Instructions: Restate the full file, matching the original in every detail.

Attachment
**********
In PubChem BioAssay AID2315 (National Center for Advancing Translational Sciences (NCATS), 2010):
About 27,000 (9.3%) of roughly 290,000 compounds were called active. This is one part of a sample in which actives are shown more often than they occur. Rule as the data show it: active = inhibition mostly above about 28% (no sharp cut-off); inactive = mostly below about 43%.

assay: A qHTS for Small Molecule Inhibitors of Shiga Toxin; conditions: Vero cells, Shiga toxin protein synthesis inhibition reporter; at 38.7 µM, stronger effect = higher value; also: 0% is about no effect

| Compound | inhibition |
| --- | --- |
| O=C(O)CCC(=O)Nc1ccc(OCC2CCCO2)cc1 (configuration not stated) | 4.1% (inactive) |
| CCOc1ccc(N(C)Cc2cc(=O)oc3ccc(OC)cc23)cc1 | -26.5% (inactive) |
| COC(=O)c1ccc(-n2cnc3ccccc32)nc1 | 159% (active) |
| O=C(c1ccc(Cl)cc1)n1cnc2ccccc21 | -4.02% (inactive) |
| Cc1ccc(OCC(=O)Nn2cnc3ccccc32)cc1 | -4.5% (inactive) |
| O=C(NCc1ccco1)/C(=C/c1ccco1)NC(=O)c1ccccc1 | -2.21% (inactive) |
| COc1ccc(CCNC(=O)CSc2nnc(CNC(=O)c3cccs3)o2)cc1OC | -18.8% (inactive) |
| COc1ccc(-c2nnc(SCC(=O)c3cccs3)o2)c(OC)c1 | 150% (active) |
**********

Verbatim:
In PubChem BioAssay AID2315 (National Center for Advancing Translational Sciences (NCATS), 2010):
About 27,000 (9.3%) of roughly 290,000 compounds were called active. This is one part of a sample in which actives are shown more often than they occur. Rule as the data show it: active = inhibition mostly above about 28% (no sharp cut-off); inactive = mostly below about 43%.

assay: A qHTS for Small Molecule Inhibitors of Shiga Toxin; conditions: Vero cells, Shiga toxin protein synthesis inhibition reporter; at 38.7 µM, stronger effect = higher value; also: 0% is about no effect

| Compound | inhibition |
| --- | --- |
| O=C(O)CCC(=O)Nc1ccc(OCC2CCCO2)cc1 (configuration not stated) | 4.1% (inactive) |
| CCOc1ccc(N(C)Cc2cc(=O)oc3ccc(OC)cc23)cc1 | -26.5% (inactive) |
| COC(=O)c1ccc(-n2cnc3ccccc32)nc1 | 159% (active) |
| O=C(c1ccc(Cl)cc1)n1cnc2ccccc21 | -4.02% (inactive) |
| Cc1ccc(OCC(=O)Nn2cnc3ccccc32)cc1 | -4.5% (inactive) |
| O=C(NCc1ccco1)/C(=C/c1ccco1)NC(=O)c1ccccc1 | -2.21% (inactive) |
| COc1ccc(CCNC(=O)CSc2nnc(CNC(=O)c3cccs3)o2)cc1OC | -18.8% (inactive) |
| COc1ccc(-c2nnc(SCC(=O)c3cccs3)o2)c(OC)c1 | 150% (active) |